Scandals and the British Raj

Scandals in the late 18th and early 19th centuries, often revolving around underestimated military debt or corrupt gifts given to governors, helped establish the British Raj by making way for new leaders with new scandals and keeping the Company on their toes. The first major scandal surrounded Robert Clive and a “jaghire” from Mir Jafar, which he refused to give up. He held claim to his power began the corruption of the government. His even bigger problem was that his antiexpantionalist opinions were in conflict with the amount of military debt he amassed by claiming new lands for the Company. While all of this seems negative and “scandalous” it brought more money and power to the Company in the end and Parliament cleared Clive of wrongdoing (making way for more scandal). After his suicide, Warren Hastings came into play in 1773 as governor general. His main problem was his greatest enemy, Philip Francis who befriended Edmund Burke in England and the two made it their mission to take Hastings down. Here we see corruption fighting corruption, Burke and Francis attempting to ruin a man for no solid reason, and yet Hastings for taking more power than he was due and fighting the Awadh and Marathas when unnecessary. He also took “presents” from wealthy nabobs. The scandals are what gave Burke political power in the first place. His mission became one of ridding the Company of scandal, and therefor ridding the Company of Hastings. These scandals achieved giving even greater power to the general under the India Act of 1784. Scandal was engraved in the British Raj and heightened as scandals make way for new ones, “public scandals become ritual moments in which the sacrifice of the reputation of one or more individuals allows many more to continue their scandalous ways.” This one quote shows how important scandals were in the British Raj, because they could never form a functioning Company/government without them, as the governors often saw themselves as more important than the other “races” they ruled over. The Company was mocked for allowing cultural practices like hookswinging and widow-burning to continue in the early 1800’s, yet another scandal that put their skin tone even higher than the native residents. The British Raj’s elite saw themselves deserving of the land, special treatment, and jaghires and so they never could see their own wrongdoings.

 

 

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The Tales of Hanuman, An Article on Rhetoric

Anant Pai, famously known as the “Walt Disney of India”, in his comic book “Tales of Hanuman,” effectively uses rhetorical strategies to bring dying Indian mythology to life, in a child-friendly way. Pai achieves his mission with images containing implied meanings, manipulating pathos through illustration, diction and other literary tools to emphasize the importance of Hanuman in the ancient stories. The author’s purpose is to make Indian culture available in an easier format than the obscure Sanskrit which was primarily used for mythology. The author utilizes a very informal tone to relate to the audience i.e. school children.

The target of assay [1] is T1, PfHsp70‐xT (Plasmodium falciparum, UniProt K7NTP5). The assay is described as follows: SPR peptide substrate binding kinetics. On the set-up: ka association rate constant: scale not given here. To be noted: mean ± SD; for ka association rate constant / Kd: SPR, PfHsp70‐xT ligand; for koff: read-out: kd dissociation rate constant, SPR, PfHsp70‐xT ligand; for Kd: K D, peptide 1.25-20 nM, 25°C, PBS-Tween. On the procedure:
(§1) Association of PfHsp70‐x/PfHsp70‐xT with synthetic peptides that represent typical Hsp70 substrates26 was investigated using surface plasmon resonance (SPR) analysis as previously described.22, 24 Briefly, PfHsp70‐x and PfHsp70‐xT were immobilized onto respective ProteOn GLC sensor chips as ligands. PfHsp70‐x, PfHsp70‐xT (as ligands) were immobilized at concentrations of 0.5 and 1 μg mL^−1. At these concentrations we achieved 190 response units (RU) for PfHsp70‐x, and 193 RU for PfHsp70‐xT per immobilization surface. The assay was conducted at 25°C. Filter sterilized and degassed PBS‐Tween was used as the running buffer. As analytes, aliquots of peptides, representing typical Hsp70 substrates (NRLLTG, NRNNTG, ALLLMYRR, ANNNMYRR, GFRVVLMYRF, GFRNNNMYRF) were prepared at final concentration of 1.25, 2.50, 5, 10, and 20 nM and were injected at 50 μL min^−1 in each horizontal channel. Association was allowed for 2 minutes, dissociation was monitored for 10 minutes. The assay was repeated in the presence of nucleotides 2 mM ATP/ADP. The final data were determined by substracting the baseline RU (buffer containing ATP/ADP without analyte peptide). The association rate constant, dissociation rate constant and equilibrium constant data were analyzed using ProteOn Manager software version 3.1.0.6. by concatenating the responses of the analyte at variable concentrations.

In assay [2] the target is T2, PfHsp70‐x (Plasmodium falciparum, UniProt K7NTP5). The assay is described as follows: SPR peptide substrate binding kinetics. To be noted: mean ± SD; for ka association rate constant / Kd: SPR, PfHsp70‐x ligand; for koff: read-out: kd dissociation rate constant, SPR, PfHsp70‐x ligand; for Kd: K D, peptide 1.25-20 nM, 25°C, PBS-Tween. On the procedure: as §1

The opening page of “Tales of Hanuman” shows the protagonist leaping and reaching out to a beautiful, bright red sun. The hero of the story is clearly defined from the beginning. Placed in the direct center of the page, Hanuman is surrounded by bright shades of green and red, drawing attention to his blue hair and is also shown as flying along the skyline. As the story begins, Hanuman is almost always shown in action as a dutiful servant, to Sugreeva, starting in the throne room and from there on shown jumping between islands, battling horrific monsters, and running away unscathed. His body is always in motion, swinging threateningly-large tree branches and springing off rooftops. It is clear that Hanuman will win every battle he enters from his robust and confident stance and calm face. The creatures he encounters are often outlined with dark backgrounds and surrounded by shadows, showing instantly they are not Hanuman’s allies. They even intimidate the reader, with ugly green skin and terrifying faces, or even ten heads of Ravana. The reader could open the book to any page without reading the pages before and easily identify the good and the bad. Pai manipulates the audience in all these ways, toying with pathos to portray the light and the dark, the honored and the evil.

Furthermore, the wordsmith has persuasively used a particular style of writing in his series to appeal to his intended audience. The language utilized in the text complements the images used in the comic. Psychologically the words used, amplify the implicit meaning in the text. Since the intended audience was the youth of India, the author has not used compound words in his writing and the words chosen for the text emotionally charge the audience. The author has also used passive voice in the majority of the sentence structure when Ram, Laxman or Hanuman are mentioned because a formal and more respectable impression is made up in the mind of the reader when passive voice is used. There are also brief descriptions of certain characters in the text which provide the necessary background information which the reader might not be aware of. Anant Pai has also used a lot of exaggeration in his writings. These exaggerations appeal to child mindset and retain their interest in the text.

Additionally, Pai uses diction often to emphasize the fortitude of the characters and the objects about which he writes about. The word “mighty” is used on almost every other page to describe the way Hanuman roars, the breadth of the ocean trying to be crossed, beautiful elephants, and even vicious snake arrows. The word is repeated so often to show the significance of the object being described in relation to the story and it also evokes a variety of emotions in the reader. Even the descriptive words Pai uses to describe the end of a battle before the beginning of “Hanuman to the Rescue” denote the importance of the event: “The evil enemy had been destroyed. Virtue had won over greed and lust.” The generous words and assonance used in these frames alert the reader to the gravity of the event.

Therefore, Anant Pai has meticulously educated the Indian youth about their rich cultural heritage by illustrating the Hindu mythological stories in a comic book format. He has efficiently used the writing techniques involving, ethos, pathos, logos and visual literacy. The usage of an informal tone, simple words and a comic format had made Amar Chitra Katha one of the largest selling  book in India in the previous decade.

For Collaboration